That salad (even w/ overpowering cheese) is truly a thing of beauty. And you know I heart you more than ever for #1 – ordering the MAINE!!!!!! and of course #2 – giving my whoopie pie such props. You rock, my pork-loving friend. Sorry this was such a disappointing meal, though.

  • Jessica R. writes:
    May 10th, 20117:13 pmat

    I love seafood, but I can’t do mussels. Just to icky for me. Sorry to hear it was a disappointment, but those donuts look divine.

  • Mrs. Bachelor Girl writes:
    May 11th, 20111:32 pmat

    I like wedge salads better too, probably because I can cut them with a knife and fork and eat them like normal food instead of stabbing randomly at misshapen green leaves that won’t fit properly in my greedy little piehole.

  • Christy writes:
    May 11th, 20116:40 pmat

    I hate it too when I had to wait while others seem to be bypassing us in the queue, it is really frustrating! Furthermore you had a reservation too!
    Anyway, that aside, looks like you had quite a seafood feast…oh my, with lobsters, clams and mussels! Oh, and you must have your obligatory donuts, of course:D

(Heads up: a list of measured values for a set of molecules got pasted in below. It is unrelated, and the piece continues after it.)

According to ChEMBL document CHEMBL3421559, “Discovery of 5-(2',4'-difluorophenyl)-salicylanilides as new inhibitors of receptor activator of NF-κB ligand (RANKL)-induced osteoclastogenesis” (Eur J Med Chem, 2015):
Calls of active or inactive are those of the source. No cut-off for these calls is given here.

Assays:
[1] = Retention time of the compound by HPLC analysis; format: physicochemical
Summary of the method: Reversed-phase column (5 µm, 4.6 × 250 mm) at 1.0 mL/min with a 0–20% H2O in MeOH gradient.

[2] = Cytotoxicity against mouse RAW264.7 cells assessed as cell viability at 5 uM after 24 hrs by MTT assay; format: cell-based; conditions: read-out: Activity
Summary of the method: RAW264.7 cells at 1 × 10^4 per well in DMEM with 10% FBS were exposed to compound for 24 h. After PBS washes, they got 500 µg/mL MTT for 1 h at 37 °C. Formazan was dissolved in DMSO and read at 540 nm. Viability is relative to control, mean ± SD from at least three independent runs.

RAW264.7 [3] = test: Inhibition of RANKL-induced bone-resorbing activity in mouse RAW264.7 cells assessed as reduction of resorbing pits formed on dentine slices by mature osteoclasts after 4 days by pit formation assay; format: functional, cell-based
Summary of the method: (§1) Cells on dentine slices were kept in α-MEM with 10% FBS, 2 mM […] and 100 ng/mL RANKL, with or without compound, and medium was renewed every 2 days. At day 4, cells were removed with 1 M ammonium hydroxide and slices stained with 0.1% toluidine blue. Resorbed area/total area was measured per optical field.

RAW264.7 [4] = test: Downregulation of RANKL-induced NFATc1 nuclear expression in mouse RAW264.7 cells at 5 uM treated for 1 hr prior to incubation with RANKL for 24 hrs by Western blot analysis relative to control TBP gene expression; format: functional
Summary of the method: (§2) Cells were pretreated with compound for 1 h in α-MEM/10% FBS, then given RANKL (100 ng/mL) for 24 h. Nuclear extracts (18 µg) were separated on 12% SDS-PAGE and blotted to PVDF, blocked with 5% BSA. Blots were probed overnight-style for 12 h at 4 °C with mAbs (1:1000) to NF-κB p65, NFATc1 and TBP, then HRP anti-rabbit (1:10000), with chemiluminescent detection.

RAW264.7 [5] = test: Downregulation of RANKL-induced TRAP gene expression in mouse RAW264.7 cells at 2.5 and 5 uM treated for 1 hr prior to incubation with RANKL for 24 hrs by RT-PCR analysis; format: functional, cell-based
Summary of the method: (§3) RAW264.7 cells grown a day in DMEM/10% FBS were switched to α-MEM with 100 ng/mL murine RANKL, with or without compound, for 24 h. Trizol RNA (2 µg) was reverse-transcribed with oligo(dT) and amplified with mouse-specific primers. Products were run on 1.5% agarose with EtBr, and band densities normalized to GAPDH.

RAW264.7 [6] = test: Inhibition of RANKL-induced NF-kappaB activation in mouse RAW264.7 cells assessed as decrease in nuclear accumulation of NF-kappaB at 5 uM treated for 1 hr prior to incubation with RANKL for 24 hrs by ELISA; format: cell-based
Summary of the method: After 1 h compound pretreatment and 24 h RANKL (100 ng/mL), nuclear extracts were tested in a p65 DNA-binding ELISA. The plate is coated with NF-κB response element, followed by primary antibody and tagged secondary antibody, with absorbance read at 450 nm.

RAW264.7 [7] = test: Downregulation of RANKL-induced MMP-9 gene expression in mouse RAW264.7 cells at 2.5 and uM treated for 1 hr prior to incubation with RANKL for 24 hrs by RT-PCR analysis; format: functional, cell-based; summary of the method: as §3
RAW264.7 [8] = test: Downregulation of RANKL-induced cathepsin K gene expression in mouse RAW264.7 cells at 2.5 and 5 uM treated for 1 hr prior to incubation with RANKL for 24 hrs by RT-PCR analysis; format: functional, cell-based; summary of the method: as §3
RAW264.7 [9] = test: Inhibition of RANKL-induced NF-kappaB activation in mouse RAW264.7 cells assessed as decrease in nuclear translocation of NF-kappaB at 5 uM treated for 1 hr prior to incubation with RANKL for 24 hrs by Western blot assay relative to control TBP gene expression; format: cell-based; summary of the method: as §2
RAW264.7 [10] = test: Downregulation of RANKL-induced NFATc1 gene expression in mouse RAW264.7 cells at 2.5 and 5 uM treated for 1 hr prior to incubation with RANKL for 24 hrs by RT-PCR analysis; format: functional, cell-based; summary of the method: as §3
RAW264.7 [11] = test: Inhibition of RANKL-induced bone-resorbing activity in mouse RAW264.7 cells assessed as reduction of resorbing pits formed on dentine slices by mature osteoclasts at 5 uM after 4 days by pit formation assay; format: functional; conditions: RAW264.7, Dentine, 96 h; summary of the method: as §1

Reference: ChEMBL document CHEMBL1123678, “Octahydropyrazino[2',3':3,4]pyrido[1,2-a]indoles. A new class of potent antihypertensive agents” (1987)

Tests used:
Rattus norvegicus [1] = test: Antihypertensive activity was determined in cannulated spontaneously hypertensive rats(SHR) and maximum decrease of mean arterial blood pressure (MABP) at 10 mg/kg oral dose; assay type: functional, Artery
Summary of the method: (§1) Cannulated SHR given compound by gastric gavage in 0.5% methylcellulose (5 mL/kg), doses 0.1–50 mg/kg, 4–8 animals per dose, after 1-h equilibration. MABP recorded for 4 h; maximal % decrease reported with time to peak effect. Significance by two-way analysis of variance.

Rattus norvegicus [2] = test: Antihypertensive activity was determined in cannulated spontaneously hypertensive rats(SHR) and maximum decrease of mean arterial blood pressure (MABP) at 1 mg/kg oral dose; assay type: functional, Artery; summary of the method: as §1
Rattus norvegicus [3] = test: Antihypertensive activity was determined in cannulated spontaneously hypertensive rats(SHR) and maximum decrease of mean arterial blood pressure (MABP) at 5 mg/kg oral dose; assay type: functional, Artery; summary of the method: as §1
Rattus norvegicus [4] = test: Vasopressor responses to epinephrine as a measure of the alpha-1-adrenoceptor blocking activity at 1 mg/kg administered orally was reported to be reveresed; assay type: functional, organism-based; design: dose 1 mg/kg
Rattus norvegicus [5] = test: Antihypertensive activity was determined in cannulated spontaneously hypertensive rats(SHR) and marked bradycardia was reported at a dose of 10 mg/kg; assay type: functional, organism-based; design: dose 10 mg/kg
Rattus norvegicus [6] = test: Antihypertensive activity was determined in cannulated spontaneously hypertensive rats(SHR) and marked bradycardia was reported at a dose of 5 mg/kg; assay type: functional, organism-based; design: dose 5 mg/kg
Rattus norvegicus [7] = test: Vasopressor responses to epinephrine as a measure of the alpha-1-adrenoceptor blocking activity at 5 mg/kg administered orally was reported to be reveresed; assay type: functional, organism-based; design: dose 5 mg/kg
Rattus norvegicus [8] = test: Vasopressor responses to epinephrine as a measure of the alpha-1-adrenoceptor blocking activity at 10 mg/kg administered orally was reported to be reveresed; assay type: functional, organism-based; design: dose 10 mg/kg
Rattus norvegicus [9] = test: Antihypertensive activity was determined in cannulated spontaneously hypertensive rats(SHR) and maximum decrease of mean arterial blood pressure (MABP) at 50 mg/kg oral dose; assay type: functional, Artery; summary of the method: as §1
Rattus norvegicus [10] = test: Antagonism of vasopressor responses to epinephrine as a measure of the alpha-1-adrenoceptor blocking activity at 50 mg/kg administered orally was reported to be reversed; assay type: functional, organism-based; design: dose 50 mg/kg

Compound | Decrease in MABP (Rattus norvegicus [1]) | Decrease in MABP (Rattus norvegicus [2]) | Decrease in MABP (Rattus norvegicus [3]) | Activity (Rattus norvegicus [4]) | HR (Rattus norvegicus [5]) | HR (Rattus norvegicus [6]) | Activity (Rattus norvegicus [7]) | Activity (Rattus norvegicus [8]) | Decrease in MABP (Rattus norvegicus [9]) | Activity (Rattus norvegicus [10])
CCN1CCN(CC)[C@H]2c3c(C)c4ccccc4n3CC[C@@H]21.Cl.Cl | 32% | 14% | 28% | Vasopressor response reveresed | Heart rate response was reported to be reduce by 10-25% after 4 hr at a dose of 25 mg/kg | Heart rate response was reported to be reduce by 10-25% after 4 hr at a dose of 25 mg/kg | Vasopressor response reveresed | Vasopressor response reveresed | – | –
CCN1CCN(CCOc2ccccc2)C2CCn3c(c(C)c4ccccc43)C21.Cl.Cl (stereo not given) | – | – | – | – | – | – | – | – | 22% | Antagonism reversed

I love seafood too!~ :)

  • han writes:
    May 11th, 201110:59 pmat

    Ah – I’ve always wondered about Flex Mussels (since I super love them)! Sounded underwhelming though the doughnuts looked divine!

  •» Blog Archive » Degustation Chef’s Ten-Course Tasting Menu – Spanish/Tapas – East Village writes:
    May 24th, 201112:30 pmat

    […] loved the salty, garlicky flavor of this dish. After a pretty dismal experience at Flex Mussels recently, this brought me back to bivalves a little. The textures in the dish were all of a similar […]